Abigail Adams was and still is a hero and idle for many women in the United States. As the wife of John Adams, Abigail used her position to bring forth her own strong federalist and strong feminist views. Mrs. Adams was one of the earliest feminists and will always influence today's women.
Abigail Adams was born Abigail Smith in 1744 at Weymouth, Massachusetts. She was a descendent of the Qunicys', a very prestigious family in the colonies, on her mothers' side. On her fathers' side Abigail was a descendent of Congressional Ministers. During a time when women did not receive a formal education, her grandmother at home taught Abigail. Her eagerness to learn and to read is what created a bond between John Adams and her.
Abigail was married to John Adams in 1764. Their marriage has been described as one of the mind and the heart. The young couple moved to a small farm in Boston as Johns' law practice expanded. In the next ten years Abigail gave birth to three sons and two daughters. The main goal in her life had now become watching over the family and home without her husband.
The time apart from John was spent teaching her children, dealing with wartime shortages, inflation, and running the farm with little help and writing letters to ease her loneliness.
It was in these letters that Abigail Adams views on government and feminism were made apparent to John Adams. While John was away helping the country declare independence, Abigail wrote her most famous letter to him. On March 31, 1776 Abigail wrote:
" I long to hear that you have declared an independency- and by the way in the new Code of Laws which I suppose it will be necessary for you to make I would desire you would Remember the Ladies, and be more generous and favourable to them than your ancestors."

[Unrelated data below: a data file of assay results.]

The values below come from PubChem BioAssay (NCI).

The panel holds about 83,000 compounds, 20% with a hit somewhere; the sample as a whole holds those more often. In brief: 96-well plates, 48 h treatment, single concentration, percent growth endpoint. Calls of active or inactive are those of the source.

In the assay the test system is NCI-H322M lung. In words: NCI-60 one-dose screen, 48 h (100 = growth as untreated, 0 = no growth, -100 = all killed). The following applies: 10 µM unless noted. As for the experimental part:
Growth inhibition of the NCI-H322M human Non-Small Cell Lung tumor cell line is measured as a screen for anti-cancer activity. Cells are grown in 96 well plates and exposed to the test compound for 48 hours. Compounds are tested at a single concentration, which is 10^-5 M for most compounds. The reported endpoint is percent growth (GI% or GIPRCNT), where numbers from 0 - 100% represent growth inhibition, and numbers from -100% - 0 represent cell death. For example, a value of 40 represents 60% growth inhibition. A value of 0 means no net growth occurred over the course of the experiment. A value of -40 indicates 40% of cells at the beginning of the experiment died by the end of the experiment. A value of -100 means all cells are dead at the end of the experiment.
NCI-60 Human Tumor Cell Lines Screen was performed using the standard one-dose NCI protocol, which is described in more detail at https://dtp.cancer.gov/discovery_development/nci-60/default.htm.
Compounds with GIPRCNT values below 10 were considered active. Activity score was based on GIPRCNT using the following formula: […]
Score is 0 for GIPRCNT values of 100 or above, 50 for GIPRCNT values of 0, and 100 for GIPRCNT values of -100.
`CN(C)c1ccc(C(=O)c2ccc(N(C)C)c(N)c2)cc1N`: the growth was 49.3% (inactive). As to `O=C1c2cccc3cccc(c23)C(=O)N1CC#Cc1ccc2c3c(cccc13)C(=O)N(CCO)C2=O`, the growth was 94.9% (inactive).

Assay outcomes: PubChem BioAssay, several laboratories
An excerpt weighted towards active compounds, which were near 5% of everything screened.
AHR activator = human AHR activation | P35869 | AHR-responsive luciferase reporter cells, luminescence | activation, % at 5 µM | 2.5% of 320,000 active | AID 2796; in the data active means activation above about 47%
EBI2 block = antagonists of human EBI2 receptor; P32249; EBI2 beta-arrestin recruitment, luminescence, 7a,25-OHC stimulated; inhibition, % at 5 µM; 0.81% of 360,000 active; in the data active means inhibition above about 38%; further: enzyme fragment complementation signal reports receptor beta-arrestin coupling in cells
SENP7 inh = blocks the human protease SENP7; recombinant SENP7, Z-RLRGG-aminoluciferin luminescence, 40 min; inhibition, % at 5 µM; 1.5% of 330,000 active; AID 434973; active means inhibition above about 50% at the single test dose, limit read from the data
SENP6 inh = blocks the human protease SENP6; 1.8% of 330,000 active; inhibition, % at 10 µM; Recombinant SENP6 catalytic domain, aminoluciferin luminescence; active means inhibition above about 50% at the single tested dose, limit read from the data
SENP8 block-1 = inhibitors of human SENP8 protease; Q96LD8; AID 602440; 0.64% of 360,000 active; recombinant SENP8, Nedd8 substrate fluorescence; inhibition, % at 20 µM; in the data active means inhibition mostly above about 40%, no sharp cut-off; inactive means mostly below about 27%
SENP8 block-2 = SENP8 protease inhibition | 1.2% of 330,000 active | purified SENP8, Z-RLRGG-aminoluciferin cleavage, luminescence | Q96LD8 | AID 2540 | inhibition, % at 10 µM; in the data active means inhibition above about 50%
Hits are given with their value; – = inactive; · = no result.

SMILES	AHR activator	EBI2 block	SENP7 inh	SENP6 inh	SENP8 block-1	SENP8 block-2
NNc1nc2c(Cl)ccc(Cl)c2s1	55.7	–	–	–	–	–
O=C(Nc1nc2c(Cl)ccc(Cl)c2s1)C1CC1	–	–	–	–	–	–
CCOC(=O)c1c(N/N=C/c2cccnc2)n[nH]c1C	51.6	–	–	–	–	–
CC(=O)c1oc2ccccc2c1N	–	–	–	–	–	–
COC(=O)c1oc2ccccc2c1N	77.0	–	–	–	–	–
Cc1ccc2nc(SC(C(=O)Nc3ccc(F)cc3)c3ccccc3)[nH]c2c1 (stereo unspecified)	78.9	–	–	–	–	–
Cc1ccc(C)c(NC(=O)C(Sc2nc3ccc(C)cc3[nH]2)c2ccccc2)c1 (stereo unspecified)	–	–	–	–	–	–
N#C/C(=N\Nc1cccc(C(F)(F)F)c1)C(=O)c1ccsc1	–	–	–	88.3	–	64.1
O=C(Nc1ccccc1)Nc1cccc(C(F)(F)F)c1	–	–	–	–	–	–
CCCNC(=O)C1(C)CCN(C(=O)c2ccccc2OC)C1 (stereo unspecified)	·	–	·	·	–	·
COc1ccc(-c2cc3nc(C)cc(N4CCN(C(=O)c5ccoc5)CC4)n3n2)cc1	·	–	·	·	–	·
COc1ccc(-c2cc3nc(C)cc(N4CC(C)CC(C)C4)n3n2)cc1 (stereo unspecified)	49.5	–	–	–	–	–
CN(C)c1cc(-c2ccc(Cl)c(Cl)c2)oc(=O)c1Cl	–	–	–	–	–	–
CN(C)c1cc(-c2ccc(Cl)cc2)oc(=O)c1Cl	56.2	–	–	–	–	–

"Remember all men would be tyrants if they could. If perticular care and attention is not paid to the ladies we are determined to foment a rebellion, and will not hold ourselves bound by any laws in which we have no voice, or representation."
The reaction of John Adams was less than satisfactory. He responded by telling Abigail that he had laughed at her request. He called her letter saucy and told her he had more to deal with than the request of women.
This angered Abigail and she wrote to Mercy Otis Warren on April 27, 1776:
"He is very saucy to me in return for a List of Female Grievances which I transmitted to him. I think I will get you to join me in a petition to congress. I thought it was very probable our wise statesmen would erect a new government and form a new code of laws. I ventured to speak a word on behalf of our sex, who are rather hardly dealt with by the laws of England which gives such unlimited power to the husband to use his wife."
"I believe I even threatened formenting a Rebellion in...